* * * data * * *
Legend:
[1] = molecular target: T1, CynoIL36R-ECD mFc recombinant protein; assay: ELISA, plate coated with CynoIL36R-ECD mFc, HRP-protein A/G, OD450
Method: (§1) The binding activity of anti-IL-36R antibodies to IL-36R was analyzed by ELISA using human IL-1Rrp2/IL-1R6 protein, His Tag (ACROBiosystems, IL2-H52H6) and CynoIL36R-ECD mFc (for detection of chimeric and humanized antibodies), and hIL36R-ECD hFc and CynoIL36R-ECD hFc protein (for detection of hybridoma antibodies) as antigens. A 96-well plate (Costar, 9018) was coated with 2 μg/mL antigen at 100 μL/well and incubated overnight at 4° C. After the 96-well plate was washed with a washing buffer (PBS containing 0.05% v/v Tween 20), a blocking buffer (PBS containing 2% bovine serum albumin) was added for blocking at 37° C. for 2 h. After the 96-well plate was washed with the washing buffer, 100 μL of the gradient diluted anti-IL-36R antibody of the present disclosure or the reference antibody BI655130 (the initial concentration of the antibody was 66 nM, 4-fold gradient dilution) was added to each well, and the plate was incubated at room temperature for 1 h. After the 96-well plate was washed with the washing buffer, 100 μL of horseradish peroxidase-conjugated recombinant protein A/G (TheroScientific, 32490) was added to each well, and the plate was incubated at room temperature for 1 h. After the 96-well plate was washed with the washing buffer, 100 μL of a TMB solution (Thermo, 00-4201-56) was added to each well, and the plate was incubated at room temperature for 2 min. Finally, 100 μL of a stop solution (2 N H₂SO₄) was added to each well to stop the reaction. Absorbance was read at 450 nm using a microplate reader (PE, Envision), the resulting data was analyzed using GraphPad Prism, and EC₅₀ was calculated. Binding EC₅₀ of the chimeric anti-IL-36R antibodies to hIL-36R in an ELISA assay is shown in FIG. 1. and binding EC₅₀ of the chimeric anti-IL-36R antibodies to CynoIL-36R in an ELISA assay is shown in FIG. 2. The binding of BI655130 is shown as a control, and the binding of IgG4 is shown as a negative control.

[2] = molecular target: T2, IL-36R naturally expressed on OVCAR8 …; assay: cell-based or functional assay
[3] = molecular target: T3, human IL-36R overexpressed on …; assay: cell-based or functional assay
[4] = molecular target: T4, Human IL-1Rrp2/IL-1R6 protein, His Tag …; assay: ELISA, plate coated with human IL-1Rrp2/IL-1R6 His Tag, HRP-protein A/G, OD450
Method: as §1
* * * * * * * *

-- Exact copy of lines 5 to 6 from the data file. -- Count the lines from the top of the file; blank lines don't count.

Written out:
[3] = molecular target: T3, human IL-36R overexpressed on …; assay: cell-based or functional assay
[4] = molecular target: T4, Human IL-1Rrp2/IL-1R6 protein, His Tag …; assay: ELISA, plate coated with human IL-1Rrp2/IL-1R6 His Tag, HRP-protein A/G, OD450